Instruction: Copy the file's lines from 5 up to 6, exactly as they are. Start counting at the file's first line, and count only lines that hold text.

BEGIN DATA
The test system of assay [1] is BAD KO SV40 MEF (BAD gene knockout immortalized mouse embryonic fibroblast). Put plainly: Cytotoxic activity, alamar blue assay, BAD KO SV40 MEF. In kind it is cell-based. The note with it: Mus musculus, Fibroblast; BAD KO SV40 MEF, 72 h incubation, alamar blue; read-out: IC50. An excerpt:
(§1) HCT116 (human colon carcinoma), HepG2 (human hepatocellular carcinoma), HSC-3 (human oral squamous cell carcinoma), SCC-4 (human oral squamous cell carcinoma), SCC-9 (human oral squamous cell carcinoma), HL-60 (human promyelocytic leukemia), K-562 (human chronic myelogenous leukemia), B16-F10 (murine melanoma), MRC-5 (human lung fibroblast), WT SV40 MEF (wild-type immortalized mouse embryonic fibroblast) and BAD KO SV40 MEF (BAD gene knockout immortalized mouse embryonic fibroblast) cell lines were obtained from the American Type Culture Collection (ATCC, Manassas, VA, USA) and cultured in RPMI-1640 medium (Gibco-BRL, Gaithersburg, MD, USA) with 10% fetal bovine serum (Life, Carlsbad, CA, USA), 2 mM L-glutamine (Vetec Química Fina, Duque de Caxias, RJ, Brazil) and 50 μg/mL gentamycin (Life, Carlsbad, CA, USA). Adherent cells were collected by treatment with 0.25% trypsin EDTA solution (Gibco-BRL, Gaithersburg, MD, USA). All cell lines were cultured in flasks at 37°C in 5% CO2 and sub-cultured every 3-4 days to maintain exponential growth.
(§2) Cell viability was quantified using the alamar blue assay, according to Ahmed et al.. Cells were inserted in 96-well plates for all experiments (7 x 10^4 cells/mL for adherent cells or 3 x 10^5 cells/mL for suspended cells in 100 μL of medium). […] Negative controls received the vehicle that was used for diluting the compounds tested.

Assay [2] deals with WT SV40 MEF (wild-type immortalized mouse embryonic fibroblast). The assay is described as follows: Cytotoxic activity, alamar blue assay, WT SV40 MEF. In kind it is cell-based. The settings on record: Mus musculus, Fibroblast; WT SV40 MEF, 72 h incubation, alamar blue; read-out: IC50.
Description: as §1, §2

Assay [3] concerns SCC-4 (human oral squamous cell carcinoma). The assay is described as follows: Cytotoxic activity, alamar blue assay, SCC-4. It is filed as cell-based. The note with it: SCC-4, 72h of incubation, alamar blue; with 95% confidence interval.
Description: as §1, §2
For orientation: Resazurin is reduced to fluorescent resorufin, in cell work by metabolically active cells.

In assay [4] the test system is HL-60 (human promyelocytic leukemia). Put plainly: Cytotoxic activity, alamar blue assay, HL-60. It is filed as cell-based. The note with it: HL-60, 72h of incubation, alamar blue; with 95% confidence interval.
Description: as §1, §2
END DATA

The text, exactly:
Description: as §1, §2

Assay [3] concerns SCC-4 (human oral squamous cell carcinoma). The assay is described as follows: Cytotoxic activity, alamar blue assay, SCC-4. It is filed as cell-based. The note with it: SCC-4, 72h of incubation, alamar blue; with 95% confidence interval.